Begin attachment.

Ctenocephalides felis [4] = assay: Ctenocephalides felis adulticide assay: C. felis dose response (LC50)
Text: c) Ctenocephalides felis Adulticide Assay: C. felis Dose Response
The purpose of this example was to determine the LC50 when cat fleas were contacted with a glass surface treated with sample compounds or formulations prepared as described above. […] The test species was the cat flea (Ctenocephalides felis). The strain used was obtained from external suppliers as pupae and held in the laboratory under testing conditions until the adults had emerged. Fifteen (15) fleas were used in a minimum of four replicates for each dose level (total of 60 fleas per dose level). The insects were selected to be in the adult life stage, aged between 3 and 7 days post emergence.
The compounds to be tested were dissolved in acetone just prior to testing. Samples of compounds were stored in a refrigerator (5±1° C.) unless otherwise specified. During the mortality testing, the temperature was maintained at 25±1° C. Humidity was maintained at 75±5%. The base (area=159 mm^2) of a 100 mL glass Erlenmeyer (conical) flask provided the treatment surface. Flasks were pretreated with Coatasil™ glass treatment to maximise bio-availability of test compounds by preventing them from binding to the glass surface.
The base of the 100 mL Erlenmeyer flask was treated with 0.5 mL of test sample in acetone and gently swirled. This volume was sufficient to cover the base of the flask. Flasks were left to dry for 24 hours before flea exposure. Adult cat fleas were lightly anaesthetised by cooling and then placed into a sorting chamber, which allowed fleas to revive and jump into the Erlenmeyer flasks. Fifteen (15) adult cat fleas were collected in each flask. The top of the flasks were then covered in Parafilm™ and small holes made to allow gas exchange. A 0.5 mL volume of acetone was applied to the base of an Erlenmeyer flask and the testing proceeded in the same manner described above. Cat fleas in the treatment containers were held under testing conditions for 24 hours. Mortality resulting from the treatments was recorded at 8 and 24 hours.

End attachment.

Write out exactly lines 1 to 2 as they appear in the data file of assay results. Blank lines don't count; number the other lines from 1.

Ctenocephalides felis [4] = assay: Ctenocephalides felis adulticide assay: C. felis dose response (LC50)
Text: c) Ctenocephalides felis Adulticide Assay: C. felis Dose Response